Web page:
aac-devicesAccording to the American Speech-Language Hearing Association, an augmentative and alternative communication (AAC) device serves as an alternate mean of communication used to supplement or replace speech in individuals who are unable to communicate effectively. AAC devices may be utilized for children with autism who present with significant speech or language difficulties or adults whose speech is no longer functional after sustaining a stroke or traumatic brain injury. Individuals who cannot access speech for functional communication may experience frustration, as they are unable to communicate their thoughts, needs, and desires. The implementation of an AAC device provides a way for these individuals to express themselves.

While AAC devices are recommended as an alternate system of communication for those individuals who otherwise have no way of communicating, parents or family members voice similar concerns. Caregivers of AAC users express apprehensions that the use of an AAC device will hinder the development of speech in children or the return of speech production in adults. Parents and family members also feel as though they are giving up on the idea of speech development or production by choosing to implement an AAC device. These concerns have been shown to be invalid.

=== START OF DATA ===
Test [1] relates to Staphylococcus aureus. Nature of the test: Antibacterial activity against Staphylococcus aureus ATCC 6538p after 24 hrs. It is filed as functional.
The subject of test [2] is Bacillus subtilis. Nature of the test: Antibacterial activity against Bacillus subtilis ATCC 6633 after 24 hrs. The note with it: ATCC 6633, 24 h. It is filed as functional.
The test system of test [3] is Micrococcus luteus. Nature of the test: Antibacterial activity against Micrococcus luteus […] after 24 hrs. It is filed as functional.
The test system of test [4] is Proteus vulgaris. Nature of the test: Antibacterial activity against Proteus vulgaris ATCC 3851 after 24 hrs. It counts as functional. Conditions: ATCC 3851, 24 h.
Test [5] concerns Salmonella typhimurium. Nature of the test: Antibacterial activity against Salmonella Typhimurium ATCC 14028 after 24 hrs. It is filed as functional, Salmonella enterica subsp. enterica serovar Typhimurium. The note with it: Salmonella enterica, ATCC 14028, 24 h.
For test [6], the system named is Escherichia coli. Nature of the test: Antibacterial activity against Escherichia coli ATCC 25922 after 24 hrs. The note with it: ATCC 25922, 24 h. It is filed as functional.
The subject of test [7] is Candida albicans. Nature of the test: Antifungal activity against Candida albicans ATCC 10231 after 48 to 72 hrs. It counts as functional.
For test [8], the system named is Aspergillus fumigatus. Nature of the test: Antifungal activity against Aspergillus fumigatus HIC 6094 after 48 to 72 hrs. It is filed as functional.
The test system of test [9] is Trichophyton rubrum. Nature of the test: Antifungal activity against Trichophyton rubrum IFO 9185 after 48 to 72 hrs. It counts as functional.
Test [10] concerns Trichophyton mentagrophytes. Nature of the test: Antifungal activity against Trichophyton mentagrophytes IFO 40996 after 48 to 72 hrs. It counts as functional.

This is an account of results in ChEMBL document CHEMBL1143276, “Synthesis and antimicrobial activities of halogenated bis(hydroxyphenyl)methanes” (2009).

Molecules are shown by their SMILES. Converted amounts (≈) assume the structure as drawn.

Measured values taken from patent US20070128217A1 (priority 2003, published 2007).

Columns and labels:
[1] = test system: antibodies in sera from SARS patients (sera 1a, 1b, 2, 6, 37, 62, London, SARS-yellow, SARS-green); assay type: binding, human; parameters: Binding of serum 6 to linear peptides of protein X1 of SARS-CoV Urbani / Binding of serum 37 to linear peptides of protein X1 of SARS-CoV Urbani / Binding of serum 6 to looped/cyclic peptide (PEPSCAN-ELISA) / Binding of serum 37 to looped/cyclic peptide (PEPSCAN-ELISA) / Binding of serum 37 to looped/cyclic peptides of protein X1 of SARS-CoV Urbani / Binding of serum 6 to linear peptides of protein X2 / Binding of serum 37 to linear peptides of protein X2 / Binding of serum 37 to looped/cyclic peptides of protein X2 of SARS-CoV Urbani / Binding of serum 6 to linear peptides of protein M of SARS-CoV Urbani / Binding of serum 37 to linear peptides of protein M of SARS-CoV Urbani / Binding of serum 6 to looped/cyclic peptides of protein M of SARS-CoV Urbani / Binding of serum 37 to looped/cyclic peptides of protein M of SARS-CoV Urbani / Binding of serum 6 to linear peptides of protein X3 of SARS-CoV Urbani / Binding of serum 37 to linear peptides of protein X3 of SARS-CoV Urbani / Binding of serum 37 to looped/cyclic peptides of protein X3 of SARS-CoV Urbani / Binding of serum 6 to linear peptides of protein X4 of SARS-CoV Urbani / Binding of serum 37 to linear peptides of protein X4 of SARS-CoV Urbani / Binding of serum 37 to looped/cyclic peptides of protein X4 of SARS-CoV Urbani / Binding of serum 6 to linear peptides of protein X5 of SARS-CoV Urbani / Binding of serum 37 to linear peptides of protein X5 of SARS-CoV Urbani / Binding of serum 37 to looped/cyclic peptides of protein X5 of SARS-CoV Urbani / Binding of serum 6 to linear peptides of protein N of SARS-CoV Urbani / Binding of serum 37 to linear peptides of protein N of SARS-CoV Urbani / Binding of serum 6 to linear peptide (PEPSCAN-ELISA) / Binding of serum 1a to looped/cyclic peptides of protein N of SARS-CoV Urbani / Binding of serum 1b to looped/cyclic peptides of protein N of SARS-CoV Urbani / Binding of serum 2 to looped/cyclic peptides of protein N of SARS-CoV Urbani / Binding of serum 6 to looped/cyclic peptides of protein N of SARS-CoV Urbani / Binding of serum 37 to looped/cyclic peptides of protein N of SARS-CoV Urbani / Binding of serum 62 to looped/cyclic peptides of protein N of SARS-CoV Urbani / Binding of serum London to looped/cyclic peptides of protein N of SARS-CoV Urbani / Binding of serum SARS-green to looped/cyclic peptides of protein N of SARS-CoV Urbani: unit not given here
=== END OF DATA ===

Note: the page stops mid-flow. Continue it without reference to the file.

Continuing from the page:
According to a systemic review published in the American Journal of Speech-Language Pathology, researchers determined that AAC interventions do not impede speech production in children with Autism, but rather support speech development. It is important to note that all children are different, and gains in speech development may vary from case to case.

To conclude, the use of an AAC device will not hinder speech development. AAC devices should be utilized for individuals who cannot access speech for functional communication. An AAC device will allow the individual to communicate more effectively and experience a sense of independence in their daily lives.

Read the systemic review here:
http://ajslp.pubs.asha.org/article.aspx?articleid=1757593

Learn more about AAC here:
http://www.asha.org/public/speech/disorders/AAC.htm

Nicole Sullivan M.A., CF-SLP TSSLD